“This is my ‘depressed stance.’ When you’re depressed, it makes a lot of difference how you stand. The worst thing you can do is straighten up and hold your head high because then you’ll start to feel better. If you’re going to get any joy out of being depressed, you’ve got to stand like this.” — Charlie Brown
After Kate Spade’s recent death and the surprising revelation that this bright, peppy, seemingly-happy person struggled with deep demons, I’ve been thinking about depression and mental illness. Life comes in waves. We take the good with the bad. But it appears Ms. Spade had a mental illness that took her well beyond the normal ups and downs of life.
For those of us on the typical wave of life (that is to say, those of us not currently struggling with a serious mental illness), understand that good things and bad things will continue to happen daily. Still, how do we maintain an emotional equilibrium that allows us to go through life with more grins than grimaces? Everyone has down times and challenges to overcome. We all walk the path of life’s ups and downs and sometimes the “up” path can be quite steep. This is where we learn to turn to friends, family, and community for support. People with close friends, family, and a strong community recover faster from down times, failures, and sadness. Studies show that isolation exacerbates unhappiness, whereas friends and family and community lift our spirits.
“The ‘i’ in illness is isolation, and the crucial letters in wellness are ‘we.’” – Author unknown, as quoted in Mimi Guarneri, The Heart Speaks: A Cardiologist Reveals the Secret Language of Healing
With friends, we share our achievements, failures, strengths, and vulnerabilities. Good friends are there in good times and bad. We participate in each other’s lives. We share our feelings. We don’t go it alone. One of the glorious parts of life is sharing your innermost thoughts with a friend and having them still like you, still love you and want to be around you, even when you don’t feel good about yourself.
With a plan, we don’t have to think about all our decisions because we’ve done the roadmap: our goals and our vision for our lives and the daily things that need to happen to move forward, even through tough times.CLICK TO TWEET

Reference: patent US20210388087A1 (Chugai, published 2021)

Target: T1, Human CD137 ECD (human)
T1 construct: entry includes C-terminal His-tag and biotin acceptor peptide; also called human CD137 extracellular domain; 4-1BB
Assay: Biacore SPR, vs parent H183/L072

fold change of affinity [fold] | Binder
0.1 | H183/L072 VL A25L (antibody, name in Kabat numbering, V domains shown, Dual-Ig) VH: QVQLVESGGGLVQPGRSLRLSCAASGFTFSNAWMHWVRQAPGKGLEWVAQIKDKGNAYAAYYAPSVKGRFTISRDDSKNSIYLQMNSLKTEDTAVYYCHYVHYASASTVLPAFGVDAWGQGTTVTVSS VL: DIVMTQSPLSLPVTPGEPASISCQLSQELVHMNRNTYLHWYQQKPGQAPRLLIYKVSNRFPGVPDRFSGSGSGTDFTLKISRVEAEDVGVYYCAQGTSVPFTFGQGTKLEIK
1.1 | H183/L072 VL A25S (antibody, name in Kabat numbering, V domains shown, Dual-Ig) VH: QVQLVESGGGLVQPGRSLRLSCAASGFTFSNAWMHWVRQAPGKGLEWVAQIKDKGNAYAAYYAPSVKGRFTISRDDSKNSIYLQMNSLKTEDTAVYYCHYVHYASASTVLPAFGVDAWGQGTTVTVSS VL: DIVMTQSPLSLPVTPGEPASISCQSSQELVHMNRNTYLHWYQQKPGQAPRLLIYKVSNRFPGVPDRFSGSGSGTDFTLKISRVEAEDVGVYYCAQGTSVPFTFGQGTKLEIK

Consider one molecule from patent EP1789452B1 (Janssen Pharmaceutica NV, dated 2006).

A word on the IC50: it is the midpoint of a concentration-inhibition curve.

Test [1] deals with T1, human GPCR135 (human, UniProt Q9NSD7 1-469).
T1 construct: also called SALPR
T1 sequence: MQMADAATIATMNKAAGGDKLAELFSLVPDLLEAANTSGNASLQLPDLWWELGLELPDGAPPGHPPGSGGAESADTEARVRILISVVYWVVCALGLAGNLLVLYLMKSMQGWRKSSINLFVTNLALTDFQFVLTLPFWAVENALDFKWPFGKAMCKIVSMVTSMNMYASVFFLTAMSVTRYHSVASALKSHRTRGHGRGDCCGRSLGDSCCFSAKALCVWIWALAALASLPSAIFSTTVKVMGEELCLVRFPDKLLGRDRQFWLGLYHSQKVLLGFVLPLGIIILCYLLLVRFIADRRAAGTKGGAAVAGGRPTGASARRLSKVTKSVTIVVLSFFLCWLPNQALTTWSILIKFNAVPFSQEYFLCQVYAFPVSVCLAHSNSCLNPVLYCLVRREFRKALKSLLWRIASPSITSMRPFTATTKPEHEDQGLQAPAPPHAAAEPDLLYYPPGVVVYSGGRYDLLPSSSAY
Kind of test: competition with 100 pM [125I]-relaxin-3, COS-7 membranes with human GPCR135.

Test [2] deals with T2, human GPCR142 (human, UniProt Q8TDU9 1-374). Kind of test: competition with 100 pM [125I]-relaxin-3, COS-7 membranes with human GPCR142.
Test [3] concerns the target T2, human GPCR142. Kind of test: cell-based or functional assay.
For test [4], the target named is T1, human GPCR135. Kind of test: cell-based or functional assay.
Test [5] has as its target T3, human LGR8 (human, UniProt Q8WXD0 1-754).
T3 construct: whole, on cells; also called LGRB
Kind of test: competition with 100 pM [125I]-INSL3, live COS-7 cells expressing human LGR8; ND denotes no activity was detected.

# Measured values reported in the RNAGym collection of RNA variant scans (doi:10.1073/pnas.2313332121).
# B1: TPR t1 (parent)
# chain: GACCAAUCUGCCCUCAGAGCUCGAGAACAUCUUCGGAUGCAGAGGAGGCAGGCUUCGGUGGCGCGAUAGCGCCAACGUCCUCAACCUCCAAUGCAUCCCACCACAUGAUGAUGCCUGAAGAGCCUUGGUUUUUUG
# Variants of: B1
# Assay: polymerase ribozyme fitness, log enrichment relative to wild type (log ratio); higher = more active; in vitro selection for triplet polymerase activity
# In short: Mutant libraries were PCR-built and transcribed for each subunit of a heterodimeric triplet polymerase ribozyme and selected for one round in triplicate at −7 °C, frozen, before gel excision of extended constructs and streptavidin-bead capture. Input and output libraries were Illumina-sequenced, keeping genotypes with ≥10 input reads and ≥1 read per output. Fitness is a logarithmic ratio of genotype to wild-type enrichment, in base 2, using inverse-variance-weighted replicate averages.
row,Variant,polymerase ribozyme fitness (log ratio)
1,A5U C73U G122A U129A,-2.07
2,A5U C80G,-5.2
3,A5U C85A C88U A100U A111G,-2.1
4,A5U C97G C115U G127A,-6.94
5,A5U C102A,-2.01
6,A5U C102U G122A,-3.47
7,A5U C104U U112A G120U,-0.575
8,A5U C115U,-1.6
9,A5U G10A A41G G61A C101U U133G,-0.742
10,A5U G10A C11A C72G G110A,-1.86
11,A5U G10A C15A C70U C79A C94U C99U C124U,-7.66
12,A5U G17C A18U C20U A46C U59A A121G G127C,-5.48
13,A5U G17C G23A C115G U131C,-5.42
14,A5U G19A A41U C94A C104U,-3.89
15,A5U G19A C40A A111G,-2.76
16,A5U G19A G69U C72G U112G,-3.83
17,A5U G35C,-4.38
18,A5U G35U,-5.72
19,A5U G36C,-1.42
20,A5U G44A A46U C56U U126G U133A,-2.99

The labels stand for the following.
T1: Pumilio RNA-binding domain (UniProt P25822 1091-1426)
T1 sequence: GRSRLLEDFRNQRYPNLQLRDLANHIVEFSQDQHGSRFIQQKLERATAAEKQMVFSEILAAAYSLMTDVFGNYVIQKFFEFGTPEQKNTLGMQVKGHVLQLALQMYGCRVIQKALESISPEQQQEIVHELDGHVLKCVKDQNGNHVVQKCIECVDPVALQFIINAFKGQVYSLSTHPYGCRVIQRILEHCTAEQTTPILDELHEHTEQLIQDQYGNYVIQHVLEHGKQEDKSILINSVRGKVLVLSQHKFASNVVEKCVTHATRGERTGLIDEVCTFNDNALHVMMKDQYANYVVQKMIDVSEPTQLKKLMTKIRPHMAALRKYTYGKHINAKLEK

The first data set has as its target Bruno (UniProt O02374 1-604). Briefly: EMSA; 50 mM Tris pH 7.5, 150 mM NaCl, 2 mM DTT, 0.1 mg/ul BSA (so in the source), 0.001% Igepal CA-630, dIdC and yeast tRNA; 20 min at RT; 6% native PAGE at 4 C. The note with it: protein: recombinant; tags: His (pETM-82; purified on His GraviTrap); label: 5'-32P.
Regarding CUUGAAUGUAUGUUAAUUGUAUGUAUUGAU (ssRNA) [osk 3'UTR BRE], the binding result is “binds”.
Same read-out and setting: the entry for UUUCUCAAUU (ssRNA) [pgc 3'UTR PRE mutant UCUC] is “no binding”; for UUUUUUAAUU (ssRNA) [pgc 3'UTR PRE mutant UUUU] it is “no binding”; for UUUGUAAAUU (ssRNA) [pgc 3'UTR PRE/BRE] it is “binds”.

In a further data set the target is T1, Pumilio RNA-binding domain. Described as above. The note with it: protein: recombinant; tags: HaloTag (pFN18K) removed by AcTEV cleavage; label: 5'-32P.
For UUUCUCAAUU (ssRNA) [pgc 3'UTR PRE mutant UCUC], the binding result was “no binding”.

I recently talked to a team member whose mother had a terminal cancer diagnosis. She mentioned that she really needed to still come to work, to keep busy, as part of her coping. This makes sense. When we’re going through troubled times, it’s important that we have a daily plan. With a plan, we don’t have to think about all our decisions because we’ve done the roadmap: our goals and our vision for our lives and the daily things that need to happen to move forward, even through tough times. So, it’s easier to eat well, exercise, spend time in nature, write in our gratitude journal, and spend time with positive friends. All these things nourish us and we recover faster.
Finally, there’s laughter. Laughter sends endorphins into the bloodstream and relieves pain, both physical and mental. Laughter has been described as “inner jogging,” “respiratory gymnastics,” “the stress fighter,” and “a tranquilizer with no side effects.” Well, that all sounds good! Hurray for those great giggles we’ve had at the craziest times and hurray for our friends and the movies that make us laugh.
Sure, we find ourselves in the doldrums sometimes, but we don’t have to dwell there. We can just choose to shift gears. Helen Keller said, “When one door closes, another opens, but often we look so long at the closed door that we do not see the one which has opened for us.”
Happiness tips for the doldrums:
- Smile, even if you don’t feel like it. Smiling automatically triggers your endorphins. And if someone smiles back at you – presto! More endorphins.
- Help someone else who’s having a difficult time.
- Do something productive to take your mind off your problem.
- Decide to stop worrying and stay so busy it’s impossible to worry.
- Make lists of the things you’re grateful for in your life.
- Count in for five, count out for five as you breathe. When you’re counting, you won’t be able to think of your negative or worrisome thoughts
- Remember, barring a mental illness or chemical imbalance, happiness is a choice. Look in the mirror and say, with enthusiasm, “Happiness is a choice and I choose to be happy!” with a big grin. Do this five times and I guarantee, though you may feel silly, you’ll also improve your mood.
Everyone goes through ups and downs and daily challenges. How you choose to handle those challenges is up to you. With thoughtful, intentional attitude and action adjustments, you can get back to equilibrium.
PS – This overview post above is meant for those of us that have normal bouts of anxiety or sadness. If you are clinically depressed, these are good and helpful tips to consider in conjunction with visiting your doctor for a more serious chat. The anti-suicide prevention hotline number is another good resource to call if you are down. 1-800-273-TALK (8255)
First posted on ForbesBooks.com